I have a friend who uses a sharpie to cover-up “god” on every bill he ever lays his hands on. He lives in Ohio, I’m in western PA, yet I’ve never seen one of his bills.

Good point … since the euro is the official currency of 18 of the EU countries, I would assume that it is perfectly legal to drill holes in Euro coins … what size is a euro 2 cent coin btw ?

I don’t think we ever had 2d coins in the UK , did we ? We had one-penny coins, three-penny coins and six-penny coins, but I don’t recollect a two-penny coin back in the old days. An old penny coin would actually be too big for my purpose …the 2p coin is the perfect size. However, if I can find a Euro coin of approximately the same size I would use that (as long as the coin wasn’t worth more than say 5p in UK currency).

Penny press machines (that press actual 1p coins) are entirely legal in the uk. They have previously not been - the piece of legislation that made them illegal was the Coinage Offences Act 1931, which created an offense of “defacing coins”.
That act has been replaced by the Forgery and Counterfeiting Act 1981, which contains no such crime.

Note that pressing is not “melting or breaking down”.

They are all over the place in the US. I also saw one at a touristy shop in Canada, but, interestingly enough, it had a sign with a picture of Abraham Lincoln on it saying that you had to use a US penny, and if you didn’t have a US penny, please see the clerk. I suspect that the reason was that Canadian pennies were steel and the machine couldn’t handle that, but there also might have been legal issues where they couldn’t officially encourage defacing Canadian coinage, but defacing Yankee money was fine.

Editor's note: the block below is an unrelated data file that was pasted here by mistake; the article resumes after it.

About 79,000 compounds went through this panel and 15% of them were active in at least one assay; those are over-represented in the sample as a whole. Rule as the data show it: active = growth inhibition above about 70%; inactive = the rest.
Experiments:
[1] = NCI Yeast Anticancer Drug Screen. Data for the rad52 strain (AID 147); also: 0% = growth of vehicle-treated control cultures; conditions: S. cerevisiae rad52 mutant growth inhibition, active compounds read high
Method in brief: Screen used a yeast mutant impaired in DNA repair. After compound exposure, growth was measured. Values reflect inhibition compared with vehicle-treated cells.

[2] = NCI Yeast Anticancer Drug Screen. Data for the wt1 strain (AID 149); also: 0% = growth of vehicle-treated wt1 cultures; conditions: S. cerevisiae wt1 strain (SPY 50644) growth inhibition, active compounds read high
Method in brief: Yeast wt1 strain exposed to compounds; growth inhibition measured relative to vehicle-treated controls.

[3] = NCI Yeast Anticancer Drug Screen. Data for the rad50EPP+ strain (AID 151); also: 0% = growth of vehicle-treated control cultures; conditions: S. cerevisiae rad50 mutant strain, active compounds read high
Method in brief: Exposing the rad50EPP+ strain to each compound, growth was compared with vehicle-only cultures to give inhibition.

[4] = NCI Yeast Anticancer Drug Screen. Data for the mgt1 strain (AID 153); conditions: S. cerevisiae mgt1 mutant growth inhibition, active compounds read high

There were 2d coins back when, and one of the Maundy money denominations is twopence (and has been since before decimalization) but you’re right in thinking they weren’t exactly common - neither you nor I would have seen one in pocket change. (Maundy money can be spent, but no-one would be so ungracious.)

Hey, he’s got tuppence!

Yes, it’s almost certain that every country has laws against modifying coins.

Coins are (partly) made from precious metals, and the amount each contains is determined for the entire country by the money-printing authority. The design stamped on gov issued coins is a promise that the coin contains x worth of materials.

If you drill holes, or slice off an edge (even a tiny bit) without eliminating the design, you’re effectively lying about that coins value. Drilling may seem like it would obviously ruin the design, but a clever fraudster could (relatively) easily refill the holes with a less-valuable metal and retouch the design so it appears to be a legitimate coin, at first glance.

And while it’s extremely unlikely that somebody would go to the trouble for a two-penny coin (or even a quarter), and the impact would be near-insignificant, you could still get arrested for it. A police officer, speaking in his/her official capacity should (and usually does) speak about the law (as they know it), not the likelihood of enforcement of a particular law.

I bet you can get a decorative version of the coin designed for wearing from the treasury for a small fee. Not only are they authorized to modify the promise implied by a gov seal, they are much better equipped to do things like poking holes in the dead center of a coin without ruining it’s appearance.